Investing in the energy transition: Countries need more balanced policies

21 November 2023

New UNCTAD analysis examines incentives and disincentives for renewable energy investment worldwide and how developing countries can strategize.

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Ahead of the 28th UN climate change conference, COP28, UNCTAD underscores the need for more balanced policy frameworks – especially in developing nations – to catalyze much-needed investments in the global shift from fossil fuels to more sustainable energy sources.

Its latest Investment Policy Monitor, released on 21 November, dives into the key tools utilized to promote investment in the transition to low-carbon energy, based on a review of 798 renewable energy policies covering 192 economies.

It finds that developing countries face challenges in formulating and adopting policies and strategies specific to renewable energy.

While globally two thirds of countries have enacted policies and laws specifically dedicated to renewable energy, only half of least developed countries (LDCs) and a third of small island developing states (SIDS) have done so.

In the case of clean energy technologies, efforts to develop comprehensive legal and regulatory frameworks have been largely limited to developed and large emerging economies.  

The report also shows that developed and emerging economies have integrated private investment promotion mechanisms into over 70% of their renewable energy policies. But for LDCs and SIDS, the numbers stand at just 24% and 17% respectively.

These findings echo the calls by UNCTAD’s World Investment Report 2023 and the 8th World Investment Forum to the international community to urgently help developing countries attract massive investment for their transition to clean energy.

Currently, developing countries face an investment gap of $2.2 trillion annually for the energy transition and a $4 trillion annual funding gap for the Sustainable Development Goals.

Generic tools vs. country-specific needs

The report looks at the various types of instruments that countries have adopted to promote the renewables and energy infrastructure sectors.

Among them, advanced economies tend to favour more complex and targeted mechanisms, with feed-in tariffs, auctions and financial incentives adopted by 91%, 74% and 70% of countries respectively.

In contrast, their less wealthy counterparts out of familiarity rely more on generic promotion instruments, such as profit-based tax incentives used in developing countries (77%), LDCs (90%) and SIDS (67%).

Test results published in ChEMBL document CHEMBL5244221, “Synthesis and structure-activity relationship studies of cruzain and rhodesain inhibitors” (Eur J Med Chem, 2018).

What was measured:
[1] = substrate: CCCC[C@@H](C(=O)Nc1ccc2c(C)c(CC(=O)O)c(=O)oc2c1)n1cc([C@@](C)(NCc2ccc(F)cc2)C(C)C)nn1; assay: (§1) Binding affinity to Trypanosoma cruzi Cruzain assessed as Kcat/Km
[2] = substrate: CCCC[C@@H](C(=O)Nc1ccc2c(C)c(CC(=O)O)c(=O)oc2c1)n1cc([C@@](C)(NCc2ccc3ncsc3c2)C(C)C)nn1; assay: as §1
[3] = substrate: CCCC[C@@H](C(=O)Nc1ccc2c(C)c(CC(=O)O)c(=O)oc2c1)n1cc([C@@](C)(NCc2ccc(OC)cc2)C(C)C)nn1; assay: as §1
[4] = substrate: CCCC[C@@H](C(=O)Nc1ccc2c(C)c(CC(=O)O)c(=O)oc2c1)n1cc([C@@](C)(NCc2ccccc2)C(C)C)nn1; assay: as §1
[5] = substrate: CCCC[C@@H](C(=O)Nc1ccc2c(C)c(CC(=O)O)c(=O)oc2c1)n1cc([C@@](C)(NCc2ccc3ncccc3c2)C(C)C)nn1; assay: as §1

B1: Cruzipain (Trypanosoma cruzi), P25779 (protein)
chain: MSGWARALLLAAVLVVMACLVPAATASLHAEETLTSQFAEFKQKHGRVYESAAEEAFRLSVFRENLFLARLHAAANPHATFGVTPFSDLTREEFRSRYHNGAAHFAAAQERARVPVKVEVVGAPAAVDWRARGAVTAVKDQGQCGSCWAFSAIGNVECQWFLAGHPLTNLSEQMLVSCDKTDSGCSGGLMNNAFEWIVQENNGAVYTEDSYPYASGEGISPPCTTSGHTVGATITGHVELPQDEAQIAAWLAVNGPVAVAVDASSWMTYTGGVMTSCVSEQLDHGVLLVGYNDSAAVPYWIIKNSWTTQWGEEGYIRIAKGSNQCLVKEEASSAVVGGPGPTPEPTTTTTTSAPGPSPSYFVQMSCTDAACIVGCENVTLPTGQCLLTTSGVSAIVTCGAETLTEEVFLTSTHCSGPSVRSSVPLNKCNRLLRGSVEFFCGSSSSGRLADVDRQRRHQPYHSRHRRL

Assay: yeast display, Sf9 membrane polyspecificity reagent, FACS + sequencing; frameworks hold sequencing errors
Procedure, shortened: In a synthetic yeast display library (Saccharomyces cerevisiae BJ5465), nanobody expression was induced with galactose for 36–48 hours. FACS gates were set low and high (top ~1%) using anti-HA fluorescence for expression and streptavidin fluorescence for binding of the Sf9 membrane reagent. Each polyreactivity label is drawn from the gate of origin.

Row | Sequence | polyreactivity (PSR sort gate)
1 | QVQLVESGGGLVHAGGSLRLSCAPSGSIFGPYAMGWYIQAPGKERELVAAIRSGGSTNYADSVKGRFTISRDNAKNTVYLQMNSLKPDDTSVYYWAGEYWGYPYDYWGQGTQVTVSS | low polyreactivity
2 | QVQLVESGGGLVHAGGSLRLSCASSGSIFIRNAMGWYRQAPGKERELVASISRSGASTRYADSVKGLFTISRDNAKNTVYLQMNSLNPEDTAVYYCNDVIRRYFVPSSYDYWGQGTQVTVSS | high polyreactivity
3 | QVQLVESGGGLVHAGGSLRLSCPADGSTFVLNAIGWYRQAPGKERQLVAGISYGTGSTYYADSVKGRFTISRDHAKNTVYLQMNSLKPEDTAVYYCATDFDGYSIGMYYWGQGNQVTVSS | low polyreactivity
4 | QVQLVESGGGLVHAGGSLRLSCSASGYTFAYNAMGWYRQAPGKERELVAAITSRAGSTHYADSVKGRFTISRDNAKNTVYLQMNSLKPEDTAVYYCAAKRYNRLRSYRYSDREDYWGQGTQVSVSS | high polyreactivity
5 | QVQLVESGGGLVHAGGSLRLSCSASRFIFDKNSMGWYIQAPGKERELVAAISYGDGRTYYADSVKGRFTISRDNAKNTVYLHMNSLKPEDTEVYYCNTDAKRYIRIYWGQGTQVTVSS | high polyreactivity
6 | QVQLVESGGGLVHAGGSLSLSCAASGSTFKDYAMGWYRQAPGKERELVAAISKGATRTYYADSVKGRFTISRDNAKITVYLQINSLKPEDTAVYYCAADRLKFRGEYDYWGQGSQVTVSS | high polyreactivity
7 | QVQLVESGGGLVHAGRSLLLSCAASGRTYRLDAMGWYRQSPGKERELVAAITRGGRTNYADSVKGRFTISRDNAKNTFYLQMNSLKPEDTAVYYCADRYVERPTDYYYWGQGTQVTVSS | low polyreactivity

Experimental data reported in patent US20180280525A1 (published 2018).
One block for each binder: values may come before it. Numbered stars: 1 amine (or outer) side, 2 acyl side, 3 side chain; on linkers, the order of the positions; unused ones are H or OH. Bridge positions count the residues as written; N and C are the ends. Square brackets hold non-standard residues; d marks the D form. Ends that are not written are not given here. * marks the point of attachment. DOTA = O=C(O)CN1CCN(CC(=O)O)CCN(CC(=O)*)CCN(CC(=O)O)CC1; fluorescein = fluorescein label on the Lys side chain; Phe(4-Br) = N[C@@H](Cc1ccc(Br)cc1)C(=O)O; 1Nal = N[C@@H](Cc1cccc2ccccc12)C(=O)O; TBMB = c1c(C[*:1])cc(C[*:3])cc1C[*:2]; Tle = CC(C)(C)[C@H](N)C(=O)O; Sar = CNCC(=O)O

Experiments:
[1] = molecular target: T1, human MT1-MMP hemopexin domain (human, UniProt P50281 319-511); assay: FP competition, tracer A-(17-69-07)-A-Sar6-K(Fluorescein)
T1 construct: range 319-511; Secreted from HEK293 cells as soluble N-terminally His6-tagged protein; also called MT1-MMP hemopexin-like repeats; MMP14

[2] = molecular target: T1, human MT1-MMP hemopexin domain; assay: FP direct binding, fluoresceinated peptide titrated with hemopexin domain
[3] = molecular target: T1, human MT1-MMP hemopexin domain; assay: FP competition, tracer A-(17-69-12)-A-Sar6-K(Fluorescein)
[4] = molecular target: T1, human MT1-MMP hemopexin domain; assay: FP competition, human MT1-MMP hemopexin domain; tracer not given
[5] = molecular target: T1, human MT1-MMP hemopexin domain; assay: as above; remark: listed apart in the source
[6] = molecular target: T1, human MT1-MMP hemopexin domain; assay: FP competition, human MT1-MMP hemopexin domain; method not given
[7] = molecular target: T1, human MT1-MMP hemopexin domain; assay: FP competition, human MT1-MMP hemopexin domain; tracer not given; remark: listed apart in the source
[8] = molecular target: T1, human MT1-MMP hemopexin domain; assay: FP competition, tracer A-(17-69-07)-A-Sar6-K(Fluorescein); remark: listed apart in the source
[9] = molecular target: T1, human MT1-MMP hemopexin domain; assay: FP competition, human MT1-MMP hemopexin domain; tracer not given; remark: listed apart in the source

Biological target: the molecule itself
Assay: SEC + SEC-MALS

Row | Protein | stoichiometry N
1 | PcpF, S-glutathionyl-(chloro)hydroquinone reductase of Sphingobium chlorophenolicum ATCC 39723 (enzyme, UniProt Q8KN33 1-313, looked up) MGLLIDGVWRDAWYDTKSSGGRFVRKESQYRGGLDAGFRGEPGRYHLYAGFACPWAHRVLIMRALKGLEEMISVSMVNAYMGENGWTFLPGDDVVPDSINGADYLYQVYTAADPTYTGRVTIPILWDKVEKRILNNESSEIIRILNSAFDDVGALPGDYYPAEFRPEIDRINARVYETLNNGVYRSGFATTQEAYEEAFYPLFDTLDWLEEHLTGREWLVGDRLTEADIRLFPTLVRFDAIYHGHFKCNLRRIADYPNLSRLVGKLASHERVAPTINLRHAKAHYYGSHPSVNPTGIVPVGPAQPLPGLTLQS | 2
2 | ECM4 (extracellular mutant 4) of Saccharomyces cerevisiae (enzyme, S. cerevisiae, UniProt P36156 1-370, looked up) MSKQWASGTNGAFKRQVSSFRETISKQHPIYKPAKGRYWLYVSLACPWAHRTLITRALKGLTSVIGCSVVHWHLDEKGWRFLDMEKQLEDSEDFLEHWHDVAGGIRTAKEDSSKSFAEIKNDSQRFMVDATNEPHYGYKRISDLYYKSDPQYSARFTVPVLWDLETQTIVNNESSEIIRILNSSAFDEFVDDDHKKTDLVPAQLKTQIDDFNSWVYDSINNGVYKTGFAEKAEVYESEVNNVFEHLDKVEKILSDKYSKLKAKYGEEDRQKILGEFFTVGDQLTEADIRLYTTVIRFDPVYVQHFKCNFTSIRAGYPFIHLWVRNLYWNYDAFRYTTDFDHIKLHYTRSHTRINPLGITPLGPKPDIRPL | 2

While less complex in nature and not requiring upfront expenditure of public funds, such tools risk being costlier in the long run, considering forgone government revenues.

Also, these generic instruments aren’t effective in bolstering renewable energy investment, as they don’t directly tackle the key challenges facing investors in the sector.

“The choice of the investment promotion instruments employed needs to take into account country, location as well as technology-specific criteria,” the report says.

Renewed push to phase out fossil fuel subsidies

Despite repeated calls amid the global climate crisis, the value of fossil fuel subsidies reached an all-time high of $1 trillion in 2022, according to International Energy Agency estimates, far surpassing support for renewable energy.

The report warns that these subsidies are detrimental to climate change mitigation, holding back renewables investment in some countries.

“They affect the incentive for firms to invest in clean energy and weigh heavily on government resources to support energy transition investment,” the report says.

“Reallocating resources currently devoted to supporting traditional fossil fuel technologies can facilitate the adoption of targeted policies and regulations for promoting clean energy.”

The report also notes that while policies to encourage the phased retirement of fossil fuel infrastructure are needed, thermal power plants, which generate electricity by burning fossil fuels, will continue to help ensure energy security for many countries in the years to come.

It therefore calls for wider adoption of technologies that can curb their environmental impact – such as carbon capture, utilization and storage, cofiring, as well as low-carbon fuels – beyond developed countries and large emerging economies.

Sustainable energy for all: How investment matters

To address the numerous challenges, UNCTAD’s World Investment Report 2023 proposes a global action compact to help achieve a just global energy transition.

The compact emphasizes three key objectives, namely achieving climate targets, ensuring affordable energy access for all and maintaining energy security.

It recognizes the need to find a balance between investment and energy policymaking, putting forward six priority-action packages covering national and international investment policymaking; global, regional and South–South partnerships and cooperation; financing mechanisms and tools; as well as sustainable finance markets.